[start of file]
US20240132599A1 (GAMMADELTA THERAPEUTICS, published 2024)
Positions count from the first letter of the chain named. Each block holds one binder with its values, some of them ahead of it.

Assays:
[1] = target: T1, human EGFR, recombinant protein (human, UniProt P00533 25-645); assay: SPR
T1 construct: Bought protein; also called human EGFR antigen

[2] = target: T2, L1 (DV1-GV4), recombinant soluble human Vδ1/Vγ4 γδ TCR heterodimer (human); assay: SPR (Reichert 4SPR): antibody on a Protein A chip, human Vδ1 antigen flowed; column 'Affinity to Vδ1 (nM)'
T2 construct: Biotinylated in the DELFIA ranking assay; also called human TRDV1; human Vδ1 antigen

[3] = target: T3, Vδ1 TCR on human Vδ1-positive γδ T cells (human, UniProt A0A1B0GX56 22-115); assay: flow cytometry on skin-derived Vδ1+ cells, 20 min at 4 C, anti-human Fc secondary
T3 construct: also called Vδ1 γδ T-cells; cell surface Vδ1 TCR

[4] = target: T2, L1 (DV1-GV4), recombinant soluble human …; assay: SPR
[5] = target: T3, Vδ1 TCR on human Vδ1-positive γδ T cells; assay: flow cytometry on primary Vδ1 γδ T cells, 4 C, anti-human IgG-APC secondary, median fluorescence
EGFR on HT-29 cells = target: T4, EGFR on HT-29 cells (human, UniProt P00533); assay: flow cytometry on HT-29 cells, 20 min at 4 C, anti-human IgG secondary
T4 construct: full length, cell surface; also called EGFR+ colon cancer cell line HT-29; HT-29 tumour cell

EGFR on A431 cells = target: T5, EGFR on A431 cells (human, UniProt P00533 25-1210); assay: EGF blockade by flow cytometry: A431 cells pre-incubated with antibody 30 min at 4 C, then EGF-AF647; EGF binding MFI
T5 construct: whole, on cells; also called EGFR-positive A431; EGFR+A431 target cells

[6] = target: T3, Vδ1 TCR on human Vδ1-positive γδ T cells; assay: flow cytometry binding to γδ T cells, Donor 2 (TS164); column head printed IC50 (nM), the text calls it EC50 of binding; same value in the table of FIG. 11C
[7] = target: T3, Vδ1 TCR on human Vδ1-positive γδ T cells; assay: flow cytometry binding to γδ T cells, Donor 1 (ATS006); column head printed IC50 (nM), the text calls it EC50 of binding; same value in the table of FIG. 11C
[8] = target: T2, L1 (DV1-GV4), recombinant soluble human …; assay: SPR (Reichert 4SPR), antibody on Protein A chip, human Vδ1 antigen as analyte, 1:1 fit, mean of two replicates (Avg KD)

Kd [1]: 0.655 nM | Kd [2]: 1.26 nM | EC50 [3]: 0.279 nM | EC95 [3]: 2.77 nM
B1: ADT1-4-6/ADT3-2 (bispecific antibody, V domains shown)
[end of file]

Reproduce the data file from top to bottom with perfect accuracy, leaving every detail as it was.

US20240132599A1 (GAMMADELTA THERAPEUTICS, published 2024)
Positions count from the first letter of the chain named. Each block holds one binder with its values, some of them ahead of it.

Assays:
[1] = target: T1, human EGFR, recombinant protein (human, UniProt P00533 25-645); assay: SPR
T1 construct: Bought protein; also called human EGFR antigen

[2] = target: T2, L1 (DV1-GV4), recombinant soluble human Vδ1/Vγ4 γδ TCR heterodimer (human); assay: SPR (Reichert 4SPR): antibody on a Protein A chip, human Vδ1 antigen flowed; column 'Affinity to Vδ1 (nM)'
T2 construct: Biotinylated in the DELFIA ranking assay; also called human TRDV1; human Vδ1 antigen

[3] = target: T3, Vδ1 TCR on human Vδ1-positive γδ T cells (human, UniProt A0A1B0GX56 22-115); assay: flow cytometry on skin-derived Vδ1+ cells, 20 min at 4 C, anti-human Fc secondary
T3 construct: also called Vδ1 γδ T-cells; cell surface Vδ1 TCR

[4] = target: T2, L1 (DV1-GV4), recombinant soluble human …; assay: SPR
[5] = target: T3, Vδ1 TCR on human Vδ1-positive γδ T cells; assay: flow cytometry on primary Vδ1 γδ T cells, 4 C, anti-human IgG-APC secondary, median fluorescence
EGFR on HT-29 cells = target: T4, EGFR on HT-29 cells (human, UniProt P00533); assay: flow cytometry on HT-29 cells, 20 min at 4 C, anti-human IgG secondary
T4 construct: full length, cell surface; also called EGFR+ colon cancer cell line HT-29; HT-29 tumour cell

EGFR on A431 cells = target: T5, EGFR on A431 cells (human, UniProt P00533 25-1210); assay: EGF blockade by flow cytometry: A431 cells pre-incubated with antibody 30 min at 4 C, then EGF-AF647; EGF binding MFI
T5 construct: whole, on cells; also called EGFR-positive A431; EGFR+A431 target cells

[6] = target: T3, Vδ1 TCR on human Vδ1-positive γδ T cells; assay: flow cytometry binding to γδ T cells, Donor 2 (TS164); column head printed IC50 (nM), the text calls it EC50 of binding; same value in the table of FIG. 11C
[7] = target: T3, Vδ1 TCR on human Vδ1-positive γδ T cells; assay: flow cytometry binding to γδ T cells, Donor 1 (ATS006); column head printed IC50 (nM), the text calls it EC50 of binding; same value in the table of FIG. 11C
[8] = target: T2, L1 (DV1-GV4), recombinant soluble human …; assay: SPR (Reichert 4SPR), antibody on Protein A chip, human Vδ1 antigen as analyte, 1:1 fit, mean of two replicates (Avg KD)

Kd [1]: 0.655 nM | Kd [2]: 1.26 nM | EC50 [3]: 0.279 nM | EC95 [3]: 2.77 nM
B1: ADT1-4-6/ADT3-2 (bispecific antibody, V domains shown)